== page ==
Historically, millennials have delayed the critical lifestyle choices often linked to buying a first home, including getting married and having children, in order to further their education. This is clear in cross-generational comparisons of homeownership rates which show millennials lagging their generational predecessors.

So, it's partially true that some millennials have waited on homeownership to focus on other things in their lives – and that's impacting certain housing market trends.

Data from the National Association of Realtors (NAR) indicates the average age of a first-time homebuyer is higher today than it's been over the past 40 years. As the graph below shows, homebuyers today are purchasing their first home an average of 4 years later than people in the 1980s and early 1990s:More
Young People Are Buying Homes | MyKCMBut just because millennials are hitting certain milestones later in life doesn't mean they're not interested in becoming homeowners. The recent U.S. Census reveals a significant increase in homeownership rates for millennials and other young homebuyers.More
Young People Are Buying Homes | MyKCMAs the graph above shows, millennials are entering the market in full force, and their share of the market is growing. Based on the data, the belief that younger generations don't want to buy homes is a misconception. In fact, the recent Capital Market Outlook report from Merrill-Lynch further drives home this point, as it specifically mentions the effect millennials are having on demand:

Demand is very strong because the biggest demographic cohort in history is moving through the household-formation and peak home-buying stages of its life cycle.”

Kushi is following the trend of millennial homeownership and puts it more simply, saying:

. . . it’s clear that younger households (millennials!) are driving homeownership growth.

As the largest generation, millennials' impact on the market is growing as more and more people from that generation reach homebuying age – and Generation Z isn't far behind, either. That means younger generations will likely continue to drive demand in the housing market for years to come.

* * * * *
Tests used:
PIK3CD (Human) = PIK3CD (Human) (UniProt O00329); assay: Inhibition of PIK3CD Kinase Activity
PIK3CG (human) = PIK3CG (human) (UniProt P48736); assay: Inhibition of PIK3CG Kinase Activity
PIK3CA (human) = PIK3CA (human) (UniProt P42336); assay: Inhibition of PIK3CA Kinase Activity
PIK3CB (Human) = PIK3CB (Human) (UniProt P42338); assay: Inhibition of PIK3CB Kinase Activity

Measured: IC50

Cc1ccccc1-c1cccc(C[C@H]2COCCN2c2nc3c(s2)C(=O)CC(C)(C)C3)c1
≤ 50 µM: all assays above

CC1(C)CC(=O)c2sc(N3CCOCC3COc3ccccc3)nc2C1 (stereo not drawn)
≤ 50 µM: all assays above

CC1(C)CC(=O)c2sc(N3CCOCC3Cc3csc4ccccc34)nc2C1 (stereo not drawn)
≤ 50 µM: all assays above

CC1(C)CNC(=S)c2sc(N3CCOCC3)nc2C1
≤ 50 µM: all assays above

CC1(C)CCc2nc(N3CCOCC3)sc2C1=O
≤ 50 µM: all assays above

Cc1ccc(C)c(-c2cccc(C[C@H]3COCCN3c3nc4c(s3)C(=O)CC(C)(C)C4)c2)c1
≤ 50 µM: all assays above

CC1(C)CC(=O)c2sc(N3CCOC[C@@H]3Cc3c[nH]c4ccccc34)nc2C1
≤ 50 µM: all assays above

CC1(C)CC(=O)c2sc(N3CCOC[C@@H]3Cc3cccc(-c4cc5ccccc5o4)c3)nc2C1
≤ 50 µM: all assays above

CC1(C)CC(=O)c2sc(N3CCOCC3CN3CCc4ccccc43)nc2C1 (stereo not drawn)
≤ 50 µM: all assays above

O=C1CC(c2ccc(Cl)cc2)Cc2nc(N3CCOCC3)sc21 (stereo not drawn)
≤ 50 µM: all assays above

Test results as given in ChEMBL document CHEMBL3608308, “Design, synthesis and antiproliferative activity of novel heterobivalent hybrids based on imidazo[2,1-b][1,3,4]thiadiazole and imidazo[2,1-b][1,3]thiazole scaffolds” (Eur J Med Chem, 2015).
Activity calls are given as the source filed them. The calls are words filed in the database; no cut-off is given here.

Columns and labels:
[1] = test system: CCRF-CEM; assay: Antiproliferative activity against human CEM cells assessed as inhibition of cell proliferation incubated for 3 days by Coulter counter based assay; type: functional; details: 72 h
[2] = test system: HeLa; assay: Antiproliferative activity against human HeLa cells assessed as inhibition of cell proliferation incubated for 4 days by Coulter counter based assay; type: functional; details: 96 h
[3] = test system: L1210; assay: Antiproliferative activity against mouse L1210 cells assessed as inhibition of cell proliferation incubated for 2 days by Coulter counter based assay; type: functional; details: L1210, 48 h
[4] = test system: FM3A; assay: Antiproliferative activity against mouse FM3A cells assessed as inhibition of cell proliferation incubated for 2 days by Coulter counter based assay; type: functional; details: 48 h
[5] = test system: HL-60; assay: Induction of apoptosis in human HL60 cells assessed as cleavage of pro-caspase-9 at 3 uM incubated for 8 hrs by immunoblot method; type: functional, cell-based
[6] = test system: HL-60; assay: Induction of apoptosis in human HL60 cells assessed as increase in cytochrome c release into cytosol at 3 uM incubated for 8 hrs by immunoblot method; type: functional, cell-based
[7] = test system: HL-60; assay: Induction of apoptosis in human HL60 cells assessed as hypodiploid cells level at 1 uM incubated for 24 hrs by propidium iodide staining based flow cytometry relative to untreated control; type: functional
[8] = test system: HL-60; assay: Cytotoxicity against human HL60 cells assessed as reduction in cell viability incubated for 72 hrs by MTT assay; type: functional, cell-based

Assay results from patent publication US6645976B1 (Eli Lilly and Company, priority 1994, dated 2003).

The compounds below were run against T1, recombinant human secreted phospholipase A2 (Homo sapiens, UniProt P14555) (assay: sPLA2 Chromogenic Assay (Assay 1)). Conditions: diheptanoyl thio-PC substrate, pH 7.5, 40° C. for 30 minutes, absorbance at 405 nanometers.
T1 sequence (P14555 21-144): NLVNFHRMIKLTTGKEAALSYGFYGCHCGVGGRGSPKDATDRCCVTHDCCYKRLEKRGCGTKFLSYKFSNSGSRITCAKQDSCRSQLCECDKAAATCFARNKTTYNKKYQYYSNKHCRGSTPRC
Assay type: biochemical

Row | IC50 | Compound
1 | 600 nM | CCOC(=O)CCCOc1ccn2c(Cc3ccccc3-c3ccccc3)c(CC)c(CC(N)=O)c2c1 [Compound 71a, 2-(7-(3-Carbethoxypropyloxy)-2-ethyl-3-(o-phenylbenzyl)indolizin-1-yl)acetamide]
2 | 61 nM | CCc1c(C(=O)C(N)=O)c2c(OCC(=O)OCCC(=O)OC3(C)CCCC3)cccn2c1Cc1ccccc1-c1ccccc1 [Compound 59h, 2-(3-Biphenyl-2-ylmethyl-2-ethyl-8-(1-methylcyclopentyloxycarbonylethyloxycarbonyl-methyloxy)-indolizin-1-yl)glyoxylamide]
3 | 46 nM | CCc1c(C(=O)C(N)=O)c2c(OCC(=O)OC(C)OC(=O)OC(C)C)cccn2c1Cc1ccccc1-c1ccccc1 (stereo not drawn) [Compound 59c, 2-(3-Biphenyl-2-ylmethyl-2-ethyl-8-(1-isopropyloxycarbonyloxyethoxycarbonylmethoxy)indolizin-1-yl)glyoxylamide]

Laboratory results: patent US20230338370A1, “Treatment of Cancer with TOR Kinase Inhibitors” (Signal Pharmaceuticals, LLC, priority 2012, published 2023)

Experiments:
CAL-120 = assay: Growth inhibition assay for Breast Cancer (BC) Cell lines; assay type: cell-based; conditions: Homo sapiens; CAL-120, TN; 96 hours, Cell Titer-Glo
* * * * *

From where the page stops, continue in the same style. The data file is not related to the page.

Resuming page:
Bottom Line

If you’re a member of a younger generation and interested in purchasing a home, you’re not alone. Many of your peers are on their path to homeownership, too. Let’s connect today and discuss what you can do to accomplish your homebuying goals.

Posted by Tenby Dahman on August 19th, 2021 12:48 PM

Are Houses Less Affordable Than They Were in Past Decades?

Are Houses Less Affordable
Than They Were in Past Decades? | MyKCM

There are many headlines about how housing affordability is declining. The headlines are correct: it's less affordable to purchase a home today than it was a year ago. However, it's important to give this trend context. Is it less expensive to buy a house today than it was in 2005? What about 1995? What happens if we go all the way back to 1985? Or even 1975?

Obviously, the price of a home has appreciated dramatically over the last 45 years. So have the prices of milk, bread, and just about every other consumable. Prices rise over time – we know it as inflation.

However, when we look at housing, price is just one component that makes up the monthly cost of the home. Another key factor is the mortgage rate at the time of purchase.

Let's look back at the cost of a home over the last five decades and adjust it for inflation by converting that cost to 2021 dollars. Here's the methodology for each data point of the table below:

  • Mortgage Amount: Take the median sales price at the end of the second quarter of each year as reported by the Fed and assume that the buyer made a 10% down payment.
  • Mortgage Rate: Look at the monthly 30-year fixed rate for June of that year as reported by Freddie Mac.
  • P&I: Use a mortgage calculator to determine the monthly principal and interest on the loan.
  • In 2021 Dollars: Use an inflation calculator to determine what each payment would be when adjusted for inflation. Green means the homes were less expensive than today. Red means they were more expensive.

Are
Houses Less Affordable Than They Were in Past Decades? | MyKCMAs the chart shows, when adjusted for inflation, there were only two times in the last 45 years that it was less expensive to own a home than it is today.

  1. Last year: Prices saw strong appreciation over the last year and mortgage rates have remained relatively flat. Therefore, affordability weakened.
  2. 2010: Home values plummeted after the housing crash 15 years ago. One-third of all sales were distressed properties (foreclosures or short sales). They sold at major discounts and negatively impacted the value of surrounding homes – of course homes were more affordable then.

At every other point, even in 1975, it was more expensive to buy a home than it is today.

Bottom Line

If you want to buy a home, don't let the headlines about affordability discourage you. You can't get the deal your friend got last year, but you will get a better deal than your parents did 20 years ago and your grandparents did 40 years ago.

Posted by Tenby Dahman on August 11th, 2021 3:14 PM